An excerpt from a reading in support of maintaining public health coverage. The author remembers the inescapable poverty of her childhood, and the death of her sister.
North American, US Mid-Atlantic
Note: Transcripts are generated using speech recognition software and may contain errors.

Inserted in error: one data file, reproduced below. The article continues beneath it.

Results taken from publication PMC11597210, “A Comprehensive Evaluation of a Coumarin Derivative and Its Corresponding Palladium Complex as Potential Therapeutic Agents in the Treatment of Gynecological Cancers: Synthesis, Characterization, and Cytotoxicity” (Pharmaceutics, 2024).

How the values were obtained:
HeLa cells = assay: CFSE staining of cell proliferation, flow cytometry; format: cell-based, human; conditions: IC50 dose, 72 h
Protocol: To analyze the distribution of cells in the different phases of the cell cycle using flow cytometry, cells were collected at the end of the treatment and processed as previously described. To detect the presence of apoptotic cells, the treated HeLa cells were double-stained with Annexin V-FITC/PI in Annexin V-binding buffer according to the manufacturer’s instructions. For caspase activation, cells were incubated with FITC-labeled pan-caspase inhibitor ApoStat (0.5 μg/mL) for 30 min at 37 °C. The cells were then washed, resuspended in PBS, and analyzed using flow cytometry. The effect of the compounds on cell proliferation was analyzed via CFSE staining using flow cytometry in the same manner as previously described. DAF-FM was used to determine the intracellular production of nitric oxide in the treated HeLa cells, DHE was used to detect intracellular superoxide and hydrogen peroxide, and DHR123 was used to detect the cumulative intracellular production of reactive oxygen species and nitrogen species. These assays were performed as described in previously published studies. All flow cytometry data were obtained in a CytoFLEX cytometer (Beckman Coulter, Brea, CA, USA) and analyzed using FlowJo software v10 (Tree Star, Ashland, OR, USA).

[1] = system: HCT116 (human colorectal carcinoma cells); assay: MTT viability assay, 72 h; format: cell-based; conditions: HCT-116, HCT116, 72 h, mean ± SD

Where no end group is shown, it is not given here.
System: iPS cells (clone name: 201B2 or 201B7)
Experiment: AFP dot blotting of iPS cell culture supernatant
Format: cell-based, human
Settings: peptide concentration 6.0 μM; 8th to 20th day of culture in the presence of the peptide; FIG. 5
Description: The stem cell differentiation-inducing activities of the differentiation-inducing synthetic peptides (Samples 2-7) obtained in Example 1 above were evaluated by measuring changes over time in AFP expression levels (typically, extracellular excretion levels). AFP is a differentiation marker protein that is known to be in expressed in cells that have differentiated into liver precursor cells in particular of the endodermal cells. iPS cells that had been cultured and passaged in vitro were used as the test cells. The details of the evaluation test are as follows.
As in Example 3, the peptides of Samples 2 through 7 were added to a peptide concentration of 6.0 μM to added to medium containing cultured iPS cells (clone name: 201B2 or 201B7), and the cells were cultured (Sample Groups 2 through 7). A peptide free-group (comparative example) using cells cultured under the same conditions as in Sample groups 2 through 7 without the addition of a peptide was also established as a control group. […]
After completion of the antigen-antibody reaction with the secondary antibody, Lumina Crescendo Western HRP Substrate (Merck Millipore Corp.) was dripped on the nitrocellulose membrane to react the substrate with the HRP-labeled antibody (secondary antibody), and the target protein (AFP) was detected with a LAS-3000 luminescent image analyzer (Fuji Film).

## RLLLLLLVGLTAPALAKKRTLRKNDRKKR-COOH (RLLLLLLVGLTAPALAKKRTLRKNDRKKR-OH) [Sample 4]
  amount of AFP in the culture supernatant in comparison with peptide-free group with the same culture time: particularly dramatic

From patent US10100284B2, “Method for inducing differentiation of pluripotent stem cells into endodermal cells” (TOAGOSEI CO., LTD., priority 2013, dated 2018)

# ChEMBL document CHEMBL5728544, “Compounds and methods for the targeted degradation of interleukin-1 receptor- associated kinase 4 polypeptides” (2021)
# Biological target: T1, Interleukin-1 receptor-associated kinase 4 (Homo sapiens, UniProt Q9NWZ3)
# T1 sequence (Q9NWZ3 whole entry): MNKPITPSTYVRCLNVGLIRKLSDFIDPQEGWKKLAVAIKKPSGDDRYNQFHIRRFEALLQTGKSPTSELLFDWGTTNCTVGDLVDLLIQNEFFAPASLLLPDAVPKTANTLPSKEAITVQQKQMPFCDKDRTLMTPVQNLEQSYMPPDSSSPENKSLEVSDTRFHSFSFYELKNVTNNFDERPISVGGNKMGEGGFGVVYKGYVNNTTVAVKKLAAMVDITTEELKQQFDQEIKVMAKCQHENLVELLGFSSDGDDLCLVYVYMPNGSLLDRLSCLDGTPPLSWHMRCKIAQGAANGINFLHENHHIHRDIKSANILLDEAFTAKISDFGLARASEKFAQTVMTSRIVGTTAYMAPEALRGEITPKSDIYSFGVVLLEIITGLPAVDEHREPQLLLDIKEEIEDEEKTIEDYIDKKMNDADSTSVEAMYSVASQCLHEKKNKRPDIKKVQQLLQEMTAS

I remember my sister's pain and anguish during her final weeks of life. In October 1926 I played beside her in our parlor, which was a squalid as an animal pen, while she lay on a wicker Lando, tied down by ropes to prevent her from falling to the ground while unattended. When Marion's care became too much for my mother to endure, she was sent to our neighborhood workhouse, which had been imprisoning the indigent since the days of Charles Dickens. The workhouse where Marion died was a large brick building less than a mile from our living quarters, since it had been designed as a prison for the poor. It had few windows, and it had a high wall surrounding it. My sister died behind those thick limestone walls at the age of 10 and perhaps the only compassion the place allowed. My parents was permission to visit their daughter to calm her fears of death. As we didn't have money to give her a proper burial, Marion was thrown into a communal grave for those too poor to matter. Since then, the poppers pit has been replaced by a dual carriageway